Average attendances at British race meetings have fallen for the third year in a row, dropping by 3.5 per cent compared to 2017.
Since 2015, the average crowd for British meetings has fallen 7.8 per cent, from 4,256 in 2015 to 3,924 in 2018. The figures mark the first dip below 4,000 for an average attendance since 2013.
The Racecourse Association blamed the counter-attraction of the World Cup and extremes of weather deterring racegoers for the drop last year.
A total of 5.77 million people went racing in 2018, a drop of three per cent compared to the 2017 total of 5.95m – which itself was a slight reverse compared to the 5.99m who passed through the gates in 2016 and 6.13m in 2015.
But the figure means the industry is on course to retain its position behind football as the number two professional spectator sport in Britain.
The Racecourse Association highlighted factors as diverse as England’s progress at the World Cup in Russia and the soaring summer temperatures in explaining the downturn, while very different weather patterns in the earlier part of the year, climaxed by the Beast From The East, led to 69 fixtures being abandoned during an extended cold snap.
Dele Alli heads England into the World Cup semi finals in Russia on the same day that Sandown and Haydock staged high-profile cards
The RCA said it was buoyed by two indicators travelling in the right direction, which they say speak of a growing core audience for racing. Advanced sales rose three per cent to almost two million tickets, while the number of people going back for more than a single day at the races was up by 13 per cent.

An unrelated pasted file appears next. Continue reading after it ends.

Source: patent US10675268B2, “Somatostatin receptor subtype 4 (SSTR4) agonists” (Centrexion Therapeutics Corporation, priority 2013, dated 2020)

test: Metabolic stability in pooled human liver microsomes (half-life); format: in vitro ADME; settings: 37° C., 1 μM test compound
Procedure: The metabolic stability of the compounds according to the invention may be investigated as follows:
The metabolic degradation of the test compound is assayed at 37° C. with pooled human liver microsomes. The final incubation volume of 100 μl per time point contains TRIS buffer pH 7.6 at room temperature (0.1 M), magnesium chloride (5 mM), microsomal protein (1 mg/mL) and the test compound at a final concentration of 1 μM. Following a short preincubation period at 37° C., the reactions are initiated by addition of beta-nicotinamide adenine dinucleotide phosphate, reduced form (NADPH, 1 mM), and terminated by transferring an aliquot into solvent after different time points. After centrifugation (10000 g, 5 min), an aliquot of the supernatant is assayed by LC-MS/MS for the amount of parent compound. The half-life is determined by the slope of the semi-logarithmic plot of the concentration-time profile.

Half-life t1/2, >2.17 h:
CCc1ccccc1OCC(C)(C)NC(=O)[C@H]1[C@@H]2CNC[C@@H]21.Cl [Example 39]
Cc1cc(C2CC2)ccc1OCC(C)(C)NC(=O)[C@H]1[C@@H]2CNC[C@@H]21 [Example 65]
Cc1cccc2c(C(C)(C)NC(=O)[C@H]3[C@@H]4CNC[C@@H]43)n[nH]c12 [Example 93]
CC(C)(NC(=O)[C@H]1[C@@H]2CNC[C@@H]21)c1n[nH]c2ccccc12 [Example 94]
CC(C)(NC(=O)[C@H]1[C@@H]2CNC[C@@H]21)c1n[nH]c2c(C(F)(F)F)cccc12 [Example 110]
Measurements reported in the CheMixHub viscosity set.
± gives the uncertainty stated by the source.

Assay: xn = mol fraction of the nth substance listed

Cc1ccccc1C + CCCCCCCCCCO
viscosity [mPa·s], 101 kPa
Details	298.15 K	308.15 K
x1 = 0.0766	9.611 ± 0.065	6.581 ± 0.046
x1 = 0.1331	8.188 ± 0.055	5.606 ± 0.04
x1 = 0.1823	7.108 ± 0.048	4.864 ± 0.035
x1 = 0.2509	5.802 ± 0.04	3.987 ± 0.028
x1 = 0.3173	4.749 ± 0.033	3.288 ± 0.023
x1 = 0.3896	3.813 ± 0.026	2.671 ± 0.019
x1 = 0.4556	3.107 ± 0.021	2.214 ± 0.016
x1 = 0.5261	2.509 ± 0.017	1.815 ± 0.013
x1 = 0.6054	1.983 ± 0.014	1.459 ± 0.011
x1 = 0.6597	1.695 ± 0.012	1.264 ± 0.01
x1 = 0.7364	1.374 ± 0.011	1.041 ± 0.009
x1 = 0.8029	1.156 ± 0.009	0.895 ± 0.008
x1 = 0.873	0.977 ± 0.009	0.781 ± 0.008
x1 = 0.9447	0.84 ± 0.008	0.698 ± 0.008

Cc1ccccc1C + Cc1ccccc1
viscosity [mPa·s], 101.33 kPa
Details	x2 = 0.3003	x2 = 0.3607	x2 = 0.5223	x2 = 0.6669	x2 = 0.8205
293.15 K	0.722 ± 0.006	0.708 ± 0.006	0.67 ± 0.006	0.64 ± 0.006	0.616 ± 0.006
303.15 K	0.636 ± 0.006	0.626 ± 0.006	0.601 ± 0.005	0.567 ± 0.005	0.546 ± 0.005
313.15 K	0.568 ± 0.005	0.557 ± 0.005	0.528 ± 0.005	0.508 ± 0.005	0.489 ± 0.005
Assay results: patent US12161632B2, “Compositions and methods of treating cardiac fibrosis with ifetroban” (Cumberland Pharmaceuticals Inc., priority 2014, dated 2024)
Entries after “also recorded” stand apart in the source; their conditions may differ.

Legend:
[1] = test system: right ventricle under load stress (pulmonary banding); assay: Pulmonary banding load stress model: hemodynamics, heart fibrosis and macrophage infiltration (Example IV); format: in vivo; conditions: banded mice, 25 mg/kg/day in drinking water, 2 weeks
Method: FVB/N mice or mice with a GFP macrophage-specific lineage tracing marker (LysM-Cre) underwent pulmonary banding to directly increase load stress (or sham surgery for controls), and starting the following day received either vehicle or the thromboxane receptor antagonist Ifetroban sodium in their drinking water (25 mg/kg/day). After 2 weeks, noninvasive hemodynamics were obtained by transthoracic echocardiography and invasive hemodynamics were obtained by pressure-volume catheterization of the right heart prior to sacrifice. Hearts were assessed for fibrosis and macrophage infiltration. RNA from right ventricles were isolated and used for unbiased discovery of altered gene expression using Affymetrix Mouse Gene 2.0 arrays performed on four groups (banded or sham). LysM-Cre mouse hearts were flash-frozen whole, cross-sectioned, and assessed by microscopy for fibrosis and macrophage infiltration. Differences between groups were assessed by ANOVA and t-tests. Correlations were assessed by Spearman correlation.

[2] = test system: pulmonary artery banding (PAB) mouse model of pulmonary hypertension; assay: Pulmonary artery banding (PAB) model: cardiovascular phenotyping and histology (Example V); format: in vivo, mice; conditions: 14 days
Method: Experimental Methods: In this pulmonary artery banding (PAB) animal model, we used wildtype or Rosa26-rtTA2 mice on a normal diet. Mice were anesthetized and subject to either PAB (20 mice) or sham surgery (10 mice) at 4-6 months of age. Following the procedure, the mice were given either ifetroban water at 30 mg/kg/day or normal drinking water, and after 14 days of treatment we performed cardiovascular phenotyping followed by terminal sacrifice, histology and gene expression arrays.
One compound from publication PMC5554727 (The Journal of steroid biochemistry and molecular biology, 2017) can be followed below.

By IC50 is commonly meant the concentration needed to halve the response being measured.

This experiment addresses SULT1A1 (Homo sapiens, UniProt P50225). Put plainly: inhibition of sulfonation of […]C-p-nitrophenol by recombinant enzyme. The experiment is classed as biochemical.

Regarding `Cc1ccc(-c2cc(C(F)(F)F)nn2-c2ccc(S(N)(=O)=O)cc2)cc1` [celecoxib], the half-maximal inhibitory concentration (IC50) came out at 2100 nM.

RCA chairman Maggie Carver said: “There are lots of things to be encouraged by when taking the 2018 attendance figures as a health check for the sport.
“Despite the impact of the unseasonal weather and FIFA World Cup, thanks to the hard work of racecourses, supported by the RCA and Great British Racing, we have managed to consolidate our place as the second-most attended sport.
“I’m delighted by the continued growth of advance sales and believe this is fundamental to our mission to grow raceday attendance.
“We are by no means complacent and will be working harder than ever to grow overall attendance in 2019.”
After the loss of the 2017 Ayr Western meeting the crowds flocked to see Son Of Rest and Baron Bolt (near) dead heat for the Gold Cup.
John Grossick (racingpost.com/photos)
The figures, compiled by the Horse Racing Levy Board, show that racing suffered in comparison to the World Cup to a lesser extent than 2012, when London’s hosting of the Olympic and Paralympic Games proved a major rival attraction.
Attendance for what the RCA terms “premium fixtures” across all courses rose by four per cent, adding to the picture of a decline in appetite for watching lesser fare. s
Also highlighted was the good performance, relative to the wider trend in July, of meetings featured within GBR’s under-18 campaign.
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